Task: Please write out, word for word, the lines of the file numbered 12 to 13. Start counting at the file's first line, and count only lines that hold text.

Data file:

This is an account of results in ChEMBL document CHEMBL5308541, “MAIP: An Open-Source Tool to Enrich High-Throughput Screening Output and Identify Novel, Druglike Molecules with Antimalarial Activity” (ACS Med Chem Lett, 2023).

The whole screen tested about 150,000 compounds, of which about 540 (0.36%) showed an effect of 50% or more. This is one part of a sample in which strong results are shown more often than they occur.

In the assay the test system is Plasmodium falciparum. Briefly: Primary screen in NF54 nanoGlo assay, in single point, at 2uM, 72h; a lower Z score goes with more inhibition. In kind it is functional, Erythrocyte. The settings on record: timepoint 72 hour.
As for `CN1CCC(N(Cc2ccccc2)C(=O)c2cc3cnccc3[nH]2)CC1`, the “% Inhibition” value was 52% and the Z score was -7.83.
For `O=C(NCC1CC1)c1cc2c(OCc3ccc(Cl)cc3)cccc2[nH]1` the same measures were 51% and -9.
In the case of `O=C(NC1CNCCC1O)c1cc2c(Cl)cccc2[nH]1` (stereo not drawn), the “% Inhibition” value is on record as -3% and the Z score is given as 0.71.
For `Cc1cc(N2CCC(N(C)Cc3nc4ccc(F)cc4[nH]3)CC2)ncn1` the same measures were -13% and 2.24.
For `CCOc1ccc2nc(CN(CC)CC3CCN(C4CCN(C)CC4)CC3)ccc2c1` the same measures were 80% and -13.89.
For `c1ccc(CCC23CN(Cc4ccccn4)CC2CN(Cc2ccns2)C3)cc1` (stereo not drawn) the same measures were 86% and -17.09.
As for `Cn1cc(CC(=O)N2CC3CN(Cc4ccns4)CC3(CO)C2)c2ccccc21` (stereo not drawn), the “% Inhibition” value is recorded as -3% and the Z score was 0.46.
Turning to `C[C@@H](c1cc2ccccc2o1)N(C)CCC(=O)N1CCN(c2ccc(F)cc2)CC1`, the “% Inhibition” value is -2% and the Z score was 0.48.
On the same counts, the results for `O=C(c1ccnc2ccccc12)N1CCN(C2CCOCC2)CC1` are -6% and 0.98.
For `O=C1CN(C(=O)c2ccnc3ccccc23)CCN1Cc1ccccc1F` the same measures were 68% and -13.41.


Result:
On the same counts, the results for `O=C(c1ccnc2ccccc12)N1CCN(C2CCOCC2)CC1` are -6% and 0.98.
For `O=C1CN(C(=O)c2ccnc3ccccc23)CCN1Cc1ccccc1F` the same measures were 68% and -13.41.